Cyclist Palsy

By Dr Conor O’Brien

MB MSc D.ABSM D.SM D.Mskel. FFSEM FFSEM {uk} FRCPI

Cyclist Palsy Poster

Cyclist Palsy With CTS

  • Cycling participation has increased dramatically during the pandemic
  • 5% increase in Bike sales
  • Not fatal, but associated with significant injury and accidents
  • Elite cyclist bilaterally
  • Recreational cyclist on cousins bike for weight loss

Cyclist Palsy

Bilateral Cyclist Palsy

INTRODUCTION: Carpal tunnel syndrome (CTS) and Guyon’s Canal syndrome (GCS) are common focal neuropathies. A combination of the 2 has been reported in competitive cycling. We report a case of acute bilateral CTS and GCS caused by aberrant cycling hand positioning which was maintained over a 2-day bike race.

CASE REPORT: A cyclist presented with an 8-week history of bilateral sensory alteration and weakness of all fingers of both hands, following a 500km 2-day cycle race. Windy climatic conditions and an uphill course forced him to cycle with the wrists in a forced flexed position on day 1. On the return journey, he cycled with the plantar surface of wrists on the handlebars. Nerve conduction studies confirmed bilateral CTS and bilateral GCS. Successful non-surgical treatment included injection therapy and wrist splinting. Prevention of neuropathies in subsequent bike races was achieved by wearing gel cycling gloves. The acute bilateral CTS occurred as a consequence of the forced flexed position over 250km on day 1 of the race, and the acute bilateral GCS occurred as a result of placing the volar aspect of the wrists on the handlebars on day 2.

Median Neuropathy

Median Neuropathy

Distal Ulnar Neuropathy At Guyon’s Canal

Distal Ulnar Neuropathy at Guyon's Canal

Neurophysiology And MRI Findings

  • Nerve conduction studies confirmed bilateral CTS and bilateral Guyon’s canal syndrome.
  • With the slowing of the ulnar motor nerves conduction study to the 1st DI muscles, and de-nervation in the distal ulnar innervated 1st DI and ADM muscles.
  • The ulnar sensory nerves may or may not be affected depending on the affected “zone” of the Guyon‘s Canal complex.
  • Slowing in the median motor, sensory and trans-palmar studies.
  • MRI scan no evidence of any nerve hypertrophy or ganglion cyst formation.
  • Sports injuries account for 16% of primary care and A/E consultations.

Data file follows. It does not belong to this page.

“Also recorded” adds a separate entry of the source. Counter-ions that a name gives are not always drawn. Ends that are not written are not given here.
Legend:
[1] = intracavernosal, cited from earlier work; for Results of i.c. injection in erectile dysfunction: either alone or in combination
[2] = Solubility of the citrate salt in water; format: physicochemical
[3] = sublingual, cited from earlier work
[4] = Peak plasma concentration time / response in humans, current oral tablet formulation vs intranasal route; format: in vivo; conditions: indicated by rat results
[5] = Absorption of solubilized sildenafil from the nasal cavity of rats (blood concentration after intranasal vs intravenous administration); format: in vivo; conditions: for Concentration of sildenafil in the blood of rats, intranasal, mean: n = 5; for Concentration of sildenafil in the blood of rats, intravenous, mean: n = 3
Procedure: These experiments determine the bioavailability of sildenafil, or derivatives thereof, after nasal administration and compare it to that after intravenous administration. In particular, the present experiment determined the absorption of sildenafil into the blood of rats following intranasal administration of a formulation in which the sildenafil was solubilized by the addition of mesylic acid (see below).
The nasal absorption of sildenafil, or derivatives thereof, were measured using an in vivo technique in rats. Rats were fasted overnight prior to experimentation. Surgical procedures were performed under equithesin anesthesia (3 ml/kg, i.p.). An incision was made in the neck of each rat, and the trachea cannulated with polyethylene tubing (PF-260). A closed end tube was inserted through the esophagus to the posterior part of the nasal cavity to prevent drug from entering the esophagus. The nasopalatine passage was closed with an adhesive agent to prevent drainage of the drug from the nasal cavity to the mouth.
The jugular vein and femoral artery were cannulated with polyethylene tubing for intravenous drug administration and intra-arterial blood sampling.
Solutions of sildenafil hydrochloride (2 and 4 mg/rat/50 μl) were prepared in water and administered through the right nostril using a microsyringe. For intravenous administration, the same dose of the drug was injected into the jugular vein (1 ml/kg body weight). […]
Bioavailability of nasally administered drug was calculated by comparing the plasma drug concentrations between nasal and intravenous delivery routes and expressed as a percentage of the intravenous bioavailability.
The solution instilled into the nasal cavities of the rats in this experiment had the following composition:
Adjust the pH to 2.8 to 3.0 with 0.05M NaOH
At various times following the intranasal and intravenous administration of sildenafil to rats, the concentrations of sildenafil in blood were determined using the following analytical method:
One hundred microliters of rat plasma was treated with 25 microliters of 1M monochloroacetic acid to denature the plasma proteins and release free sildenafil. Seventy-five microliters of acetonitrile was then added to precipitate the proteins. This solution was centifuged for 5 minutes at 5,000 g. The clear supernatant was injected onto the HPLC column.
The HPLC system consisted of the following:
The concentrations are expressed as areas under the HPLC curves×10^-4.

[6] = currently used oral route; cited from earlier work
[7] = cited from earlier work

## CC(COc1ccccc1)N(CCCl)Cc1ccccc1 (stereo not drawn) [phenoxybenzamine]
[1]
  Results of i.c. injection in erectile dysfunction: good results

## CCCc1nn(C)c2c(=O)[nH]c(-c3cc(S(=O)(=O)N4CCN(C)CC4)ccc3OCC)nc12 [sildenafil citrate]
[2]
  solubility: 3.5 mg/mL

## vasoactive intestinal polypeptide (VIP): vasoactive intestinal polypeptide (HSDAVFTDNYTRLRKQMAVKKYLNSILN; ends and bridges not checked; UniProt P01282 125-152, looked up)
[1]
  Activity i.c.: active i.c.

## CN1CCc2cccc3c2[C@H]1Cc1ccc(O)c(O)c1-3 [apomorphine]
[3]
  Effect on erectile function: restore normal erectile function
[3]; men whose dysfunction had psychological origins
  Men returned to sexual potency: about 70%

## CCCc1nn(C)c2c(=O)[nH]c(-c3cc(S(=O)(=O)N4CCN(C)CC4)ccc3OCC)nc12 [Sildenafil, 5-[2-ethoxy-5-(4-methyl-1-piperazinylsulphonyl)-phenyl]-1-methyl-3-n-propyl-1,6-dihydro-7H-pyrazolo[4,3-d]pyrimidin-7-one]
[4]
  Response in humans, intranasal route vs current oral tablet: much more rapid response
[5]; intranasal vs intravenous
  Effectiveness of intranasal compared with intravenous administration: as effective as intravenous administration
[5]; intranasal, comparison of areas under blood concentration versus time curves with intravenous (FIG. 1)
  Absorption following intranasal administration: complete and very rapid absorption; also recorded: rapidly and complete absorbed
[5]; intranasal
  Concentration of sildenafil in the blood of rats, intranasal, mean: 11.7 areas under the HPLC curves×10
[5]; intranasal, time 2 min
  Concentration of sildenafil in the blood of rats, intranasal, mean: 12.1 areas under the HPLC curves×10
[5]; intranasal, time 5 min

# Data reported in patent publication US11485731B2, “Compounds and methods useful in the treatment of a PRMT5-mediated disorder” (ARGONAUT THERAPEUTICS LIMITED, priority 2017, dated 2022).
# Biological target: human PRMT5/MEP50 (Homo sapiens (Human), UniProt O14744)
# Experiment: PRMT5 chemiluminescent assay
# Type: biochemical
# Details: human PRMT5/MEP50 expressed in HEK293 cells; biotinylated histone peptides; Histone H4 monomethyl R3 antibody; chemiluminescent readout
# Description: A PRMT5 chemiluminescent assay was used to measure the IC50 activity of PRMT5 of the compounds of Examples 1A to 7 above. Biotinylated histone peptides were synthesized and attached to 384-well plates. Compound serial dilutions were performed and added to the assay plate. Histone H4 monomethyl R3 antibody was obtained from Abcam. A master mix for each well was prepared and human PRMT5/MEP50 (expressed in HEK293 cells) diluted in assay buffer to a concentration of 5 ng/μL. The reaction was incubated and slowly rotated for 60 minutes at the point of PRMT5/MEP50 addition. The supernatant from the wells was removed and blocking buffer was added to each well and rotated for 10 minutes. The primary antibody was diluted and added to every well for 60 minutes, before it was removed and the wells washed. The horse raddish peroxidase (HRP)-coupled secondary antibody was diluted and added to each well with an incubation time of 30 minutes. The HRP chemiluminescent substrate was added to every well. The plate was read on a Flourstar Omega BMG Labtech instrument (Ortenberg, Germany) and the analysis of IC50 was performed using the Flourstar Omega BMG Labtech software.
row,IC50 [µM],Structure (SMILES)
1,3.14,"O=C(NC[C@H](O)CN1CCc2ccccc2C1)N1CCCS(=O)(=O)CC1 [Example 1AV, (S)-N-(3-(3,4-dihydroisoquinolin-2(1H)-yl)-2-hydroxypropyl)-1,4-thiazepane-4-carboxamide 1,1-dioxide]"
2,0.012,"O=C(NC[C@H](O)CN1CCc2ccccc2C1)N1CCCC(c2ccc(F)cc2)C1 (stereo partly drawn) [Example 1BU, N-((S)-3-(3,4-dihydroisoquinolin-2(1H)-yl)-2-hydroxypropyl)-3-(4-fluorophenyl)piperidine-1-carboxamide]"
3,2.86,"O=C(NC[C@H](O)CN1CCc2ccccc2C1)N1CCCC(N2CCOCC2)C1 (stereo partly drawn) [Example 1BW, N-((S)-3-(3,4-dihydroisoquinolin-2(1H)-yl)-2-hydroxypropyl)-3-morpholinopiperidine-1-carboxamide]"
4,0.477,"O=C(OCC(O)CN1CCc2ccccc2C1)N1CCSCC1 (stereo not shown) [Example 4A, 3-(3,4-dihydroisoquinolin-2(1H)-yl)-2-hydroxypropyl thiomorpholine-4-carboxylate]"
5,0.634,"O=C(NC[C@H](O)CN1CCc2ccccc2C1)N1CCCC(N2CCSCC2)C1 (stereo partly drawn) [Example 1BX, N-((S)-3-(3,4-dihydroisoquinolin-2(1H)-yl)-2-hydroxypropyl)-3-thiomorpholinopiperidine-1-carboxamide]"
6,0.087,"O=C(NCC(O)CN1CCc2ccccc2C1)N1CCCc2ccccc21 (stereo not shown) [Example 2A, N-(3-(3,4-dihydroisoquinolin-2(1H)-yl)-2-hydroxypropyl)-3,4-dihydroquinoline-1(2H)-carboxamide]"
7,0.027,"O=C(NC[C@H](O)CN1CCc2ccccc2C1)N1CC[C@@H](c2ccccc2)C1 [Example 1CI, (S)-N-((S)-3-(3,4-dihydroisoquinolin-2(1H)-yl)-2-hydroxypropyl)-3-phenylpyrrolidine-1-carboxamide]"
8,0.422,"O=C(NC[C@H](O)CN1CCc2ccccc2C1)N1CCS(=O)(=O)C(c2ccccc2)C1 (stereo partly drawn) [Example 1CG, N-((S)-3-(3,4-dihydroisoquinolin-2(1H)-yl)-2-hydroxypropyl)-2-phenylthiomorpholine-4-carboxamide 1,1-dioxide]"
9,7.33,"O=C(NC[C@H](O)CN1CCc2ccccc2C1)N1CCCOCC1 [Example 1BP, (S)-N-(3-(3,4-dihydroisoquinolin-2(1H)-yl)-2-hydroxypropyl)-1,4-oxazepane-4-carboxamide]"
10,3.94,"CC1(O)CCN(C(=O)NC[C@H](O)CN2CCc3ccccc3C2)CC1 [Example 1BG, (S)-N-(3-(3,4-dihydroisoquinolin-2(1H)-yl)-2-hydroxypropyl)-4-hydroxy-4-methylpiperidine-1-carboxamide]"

• Overuse injuries account for 85%  of all sports injuries.
  • These overuse neuropathies are due to the extrinsic factors of the activity, including bicycle fit and cycling technique. Like many overuse injuries treatment does not necessarily require surgical intervention.
  • Overuse injury is now categorised in medical subject headings as “cumulative trauma disorder (CTD)”.
  • These acute neuropathies respond to conservative treatment which includes injections at the site of entrapment. The prophylactic use of gloves and avoidance of the provoking activity prevented recurrence.
  • Nerve injuries account for 7% of all sports injuries
  • Cyclist Palsy is an overuse sports-related neuropathy
  • Guyon’s canal syndrome and CTS either singularly or in combination have been referred to as cyclist’s palsy.
  • Long-distance cycling can cause a physiological change in the deep branch of the ulnar nerve from the trauma of handlebars.
  • CTS is associated with an increased incidence of Guyon`s Syndrome.
  • Intrinsic and extrinsic factors are causative in Overuse syndromes (Slocum and James 1968)- this case is no different!
  • Alteration in the biomechanics of the bike and the wearing of a protective garment, are the cornerstone to treatment.
  • Research has indicated that up to 24% of cyclists experienced a combination of motor and sensory symptoms in either the median or ulnar nerve distribution (Patterson et al 2003).
  • Long-distance cycling promotes physiologic changes in the deep branch of the ulnar nerve and exacerbates symptoms of carpal tunnel syndrome (Akuthora et al 2005).
  • The occurrence of CTS and Guyon’s syndrome in both hands in a long-distance cyclist was reported at AANEM by Dr Conor O’Brien in 2014 when it appeared for the first time in the literature.

Click here to download the full PDF document for Cyclists Palsy, Clinical Presentation and Electrodiagnostic Evaluation during the Covid Pandemic, by Dr Conor O’Brien.

References:

  1. Slocum DB, James SL. Biomechanics of running. JAMA1968;205:721–8.
  2. M M. Patterson,M M. Jaggars M I. Boyer *Ulnar and Median Nerve Palsy in Long-distance Cyclists A Prospective Study,Am J Sports Med 2003
  3. V Akuthota, ;C Plastaras ; KiLindberg The Effect of Long-Distance Bicycling on Ulnar and Median Nerves: An Electrophysiologic Evaluation of Cyclist Palsy Am J Sports Med August 1, 2005, 33 1224-1230
  4. O’Brien C. Cyclist Palsy, a case of bilateral CTS and Guyon’s canal syndrome in a long-distance cyclist